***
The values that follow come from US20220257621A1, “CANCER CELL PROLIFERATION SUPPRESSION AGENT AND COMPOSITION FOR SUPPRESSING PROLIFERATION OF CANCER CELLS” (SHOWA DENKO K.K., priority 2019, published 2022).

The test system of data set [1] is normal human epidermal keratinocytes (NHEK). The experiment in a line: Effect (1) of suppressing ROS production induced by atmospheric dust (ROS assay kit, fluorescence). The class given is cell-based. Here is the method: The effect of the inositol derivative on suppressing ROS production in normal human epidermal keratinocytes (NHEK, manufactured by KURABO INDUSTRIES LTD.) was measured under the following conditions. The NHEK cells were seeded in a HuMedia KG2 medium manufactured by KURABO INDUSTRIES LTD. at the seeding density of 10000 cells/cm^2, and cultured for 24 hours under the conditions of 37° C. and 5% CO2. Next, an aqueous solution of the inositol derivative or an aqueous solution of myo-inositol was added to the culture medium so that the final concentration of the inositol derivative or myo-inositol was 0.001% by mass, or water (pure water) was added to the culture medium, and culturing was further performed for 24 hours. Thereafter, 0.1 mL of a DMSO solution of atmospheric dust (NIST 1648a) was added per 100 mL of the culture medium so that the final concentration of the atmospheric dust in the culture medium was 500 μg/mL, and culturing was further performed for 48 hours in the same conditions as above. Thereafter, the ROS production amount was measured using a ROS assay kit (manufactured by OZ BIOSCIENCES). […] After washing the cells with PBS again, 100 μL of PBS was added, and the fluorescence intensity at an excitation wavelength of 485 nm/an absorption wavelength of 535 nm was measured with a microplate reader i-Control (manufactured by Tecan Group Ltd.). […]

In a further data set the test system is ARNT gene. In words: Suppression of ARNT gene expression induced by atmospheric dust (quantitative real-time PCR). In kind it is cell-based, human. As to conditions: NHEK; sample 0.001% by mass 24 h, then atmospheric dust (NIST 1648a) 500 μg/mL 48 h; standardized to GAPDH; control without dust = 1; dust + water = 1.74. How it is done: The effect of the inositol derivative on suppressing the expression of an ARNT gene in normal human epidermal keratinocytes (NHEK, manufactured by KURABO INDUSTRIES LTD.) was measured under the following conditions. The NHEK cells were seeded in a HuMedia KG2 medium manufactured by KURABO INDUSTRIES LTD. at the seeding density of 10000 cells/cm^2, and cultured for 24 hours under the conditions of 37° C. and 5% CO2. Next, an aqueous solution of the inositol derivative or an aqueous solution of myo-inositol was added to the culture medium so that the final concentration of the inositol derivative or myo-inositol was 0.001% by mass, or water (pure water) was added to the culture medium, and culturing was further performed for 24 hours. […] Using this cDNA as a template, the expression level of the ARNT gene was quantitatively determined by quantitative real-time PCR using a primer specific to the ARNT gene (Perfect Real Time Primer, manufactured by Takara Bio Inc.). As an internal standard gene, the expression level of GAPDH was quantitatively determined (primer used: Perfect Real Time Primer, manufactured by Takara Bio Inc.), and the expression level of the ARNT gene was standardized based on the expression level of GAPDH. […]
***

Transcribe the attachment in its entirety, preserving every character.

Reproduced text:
The values that follow come from US20220257621A1, “CANCER CELL PROLIFERATION SUPPRESSION AGENT AND COMPOSITION FOR SUPPRESSING PROLIFERATION OF CANCER CELLS” (SHOWA DENKO K.K., priority 2019, published 2022).

The test system of data set [1] is normal human epidermal keratinocytes (NHEK). The experiment in a line: Effect (1) of suppressing ROS production induced by atmospheric dust (ROS assay kit, fluorescence). The class given is cell-based. Here is the method: The effect of the inositol derivative on suppressing ROS production in normal human epidermal keratinocytes (NHEK, manufactured by KURABO INDUSTRIES LTD.) was measured under the following conditions. The NHEK cells were seeded in a HuMedia KG2 medium manufactured by KURABO INDUSTRIES LTD. at the seeding density of 10000 cells/cm^2, and cultured for 24 hours under the conditions of 37° C. and 5% CO2. Next, an aqueous solution of the inositol derivative or an aqueous solution of myo-inositol was added to the culture medium so that the final concentration of the inositol derivative or myo-inositol was 0.001% by mass, or water (pure water) was added to the culture medium, and culturing was further performed for 24 hours. Thereafter, 0.1 mL of a DMSO solution of atmospheric dust (NIST 1648a) was added per 100 mL of the culture medium so that the final concentration of the atmospheric dust in the culture medium was 500 μg/mL, and culturing was further performed for 48 hours in the same conditions as above. Thereafter, the ROS production amount was measured using a ROS assay kit (manufactured by OZ BIOSCIENCES). […] After washing the cells with PBS again, 100 μL of PBS was added, and the fluorescence intensity at an excitation wavelength of 485 nm/an absorption wavelength of 535 nm was measured with a microplate reader i-Control (manufactured by Tecan Group Ltd.). […]

In a further data set the test system is ARNT gene. In words: Suppression of ARNT gene expression induced by atmospheric dust (quantitative real-time PCR). In kind it is cell-based, human. As to conditions: NHEK; sample 0.001% by mass 24 h, then atmospheric dust (NIST 1648a) 500 μg/mL 48 h; standardized to GAPDH; control without dust = 1; dust + water = 1.74. How it is done: The effect of the inositol derivative on suppressing the expression of an ARNT gene in normal human epidermal keratinocytes (NHEK, manufactured by KURABO INDUSTRIES LTD.) was measured under the following conditions. The NHEK cells were seeded in a HuMedia KG2 medium manufactured by KURABO INDUSTRIES LTD. at the seeding density of 10000 cells/cm^2, and cultured for 24 hours under the conditions of 37° C. and 5% CO2. Next, an aqueous solution of the inositol derivative or an aqueous solution of myo-inositol was added to the culture medium so that the final concentration of the inositol derivative or myo-inositol was 0.001% by mass, or water (pure water) was added to the culture medium, and culturing was further performed for 24 hours. […] Using this cDNA as a template, the expression level of the ARNT gene was quantitatively determined by quantitative real-time PCR using a primer specific to the ARNT gene (Perfect Real Time Primer, manufactured by Takara Bio Inc.). As an internal standard gene, the expression level of GAPDH was quantitatively determined (primer used: Perfect Real Time Primer, manufactured by Takara Bio Inc.), and the expression level of the ARNT gene was standardized based on the expression level of GAPDH. […]